Rutting season is the only time I’m especially wary of these creatures. I’ve found myself doubling back and adding miles to my route in order to avoid coming too close to the testosterone-crazed stag I can hear – but not see – up ahead.

Maybe that’s erring too much on the side of caution as a park spokesperson confirms that the chances of coming to grief with a bike-on-deer clash are slim. She tells me that, “cyclist collisions with deer are very uncommon… in the last year we are aware of only one.”

Not all the park’s animals are so belligerent. How many Londoners’ commute to work takes them through the ethereal, misty, landscape of the park just before dawn? I’ve encountered badgers, trotting along beside my bike, rabbits bobbing off into the grass and even a snake in the middle of the road. I gingerly picked the reptile up with a stick and deposited the animal in the undergrowth away from the risk of being squashed by car tyres. Once, a squirrel took evasive action on my approach but, after a moment of comical indecision, chose the wrong escape route and  ran headlong into the side of my front wheel. He fell – cartoon-style, semi-stunned for a second - then shook himself off and scampered up a tree. If only he’d been a chipmunk, he could have starred in his own animated Hollywood blockbuster. Three laid-back mallards had decided to sleep in the middle of the dual-use path where I was riding. I slowed to wobbling velocity and inched past them. They hardly ruffled a feather – my unwelcome intrusion was indeed water off their backs. Recently the same trail was virtually carpeted in rabbits. On my approach, two of them were so startled that they jumped vertically to improbable heights, twisting as they did so, before haring off (pun, again, intended) in abject terror.

With an arguably higher potential for accidents involving wildlife and cyclists during the hours of darkness, you’d think the park authorities would discourage night-time pedalling. However the press office described cyclists as, “part of the fabric of the park”. As long as you try to keep 50 metres away from the deer, let them cross the road if they start doing so and remember that they are wild animals, albeit ones who are used to being in close proximity to humans, the park accepts that people will and can come through their gates after dark.

The darkness and the silence of the park at night can play tricks on the senses. I have a theory that it actually helps you climb hills. Cyclists who enter by Roehampton Gate heading for Richmond have to grind up the gentle but longish incline leading to Sawyer’s Hill. During the day it’s easy to flag as the gradient kicks up just a tiny bit just before that Sheen Cross mini roundabout. Once you’ve relented, it becomes psychological and before you know it, the energy can drain out of your muscles, leaving you floundering towards the junction at a snail’s pace. The effect is exacerbated if, as you are slowing down, a peleton of ‘whippets’ swoosh past.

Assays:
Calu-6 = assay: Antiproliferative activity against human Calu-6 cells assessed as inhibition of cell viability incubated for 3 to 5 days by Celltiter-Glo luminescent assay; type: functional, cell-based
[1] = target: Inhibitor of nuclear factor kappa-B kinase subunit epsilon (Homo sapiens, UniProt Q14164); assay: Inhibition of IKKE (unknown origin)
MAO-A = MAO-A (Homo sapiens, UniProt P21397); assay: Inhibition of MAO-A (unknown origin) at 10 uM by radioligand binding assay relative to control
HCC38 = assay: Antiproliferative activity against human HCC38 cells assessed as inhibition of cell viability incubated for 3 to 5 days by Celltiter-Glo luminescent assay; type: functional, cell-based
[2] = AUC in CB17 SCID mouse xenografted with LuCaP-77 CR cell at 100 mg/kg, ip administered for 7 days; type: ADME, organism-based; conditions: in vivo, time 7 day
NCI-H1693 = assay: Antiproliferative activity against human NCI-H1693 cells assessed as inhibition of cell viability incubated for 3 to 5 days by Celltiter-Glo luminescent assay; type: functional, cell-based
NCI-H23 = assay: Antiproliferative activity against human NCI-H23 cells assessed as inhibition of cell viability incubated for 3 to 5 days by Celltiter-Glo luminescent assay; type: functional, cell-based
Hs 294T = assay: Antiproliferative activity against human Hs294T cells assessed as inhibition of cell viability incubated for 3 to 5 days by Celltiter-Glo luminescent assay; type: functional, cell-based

The 'pro-whippets' tackle the park in  2016's Surrey Classic
Team Sky's Geraint Thomas, Froome and Stannard (above) follow in the wheel tracks of countless bike commuters
But – just like the deceptive electric brae in Scotland which plays tricks with your perceptions of gravity and gradient – ascending this hill can seem effortless - at night. Pedalling up here in the pitch dark, with no visual reference points and no overtaking cyclists, it’s possible to get your head down and concentrate purely on turning the pedals. I’m convinced that night-climbing like this is faster.

It’s on virtually this same stretch of road that one of those rare moments of night terror can sometimes assail me. A fan of the American zombie series The Walking Dead, there’s one scene which has been incorporated into the opening titles. Two of the main characters drive past a field in which, in the distance, a lone, long-haired zombie, shambles slowly through knee-high grass. At the end of the episode the characters return, driving in the opposite direction and the solitary walker is still there shambling slowly through the fields oblivious to the fresh meat in the car.

Occasionally, just occasionally, when I’m cycling past the meadows near Roehampton Gate and the aptly named, Bone Copse, I imagine that that long-haired ghoul is out there on the sport fields, stumbling in his undead way towards me. That’s when I give my imaginary Meg a dig of the spurs and increase those pedal revs. It becomes a desperate gallop to get to Ham Gate and out of the darkness in one piece. The sense of urgency induced by this imaginary threat is encapsulated in the phrase, “Deil tak the hindmost” – artfully employed again, by Rabbie Burns, in Address to the Haggis, to describe the speed and greediness of diners who gobble their food as if their very lives depended on it.


Packed lunch of haggis, neeps and tatties lunch for Burns Day
Versions published in Cycling World magazine February 2017 and on CyclingTorque.com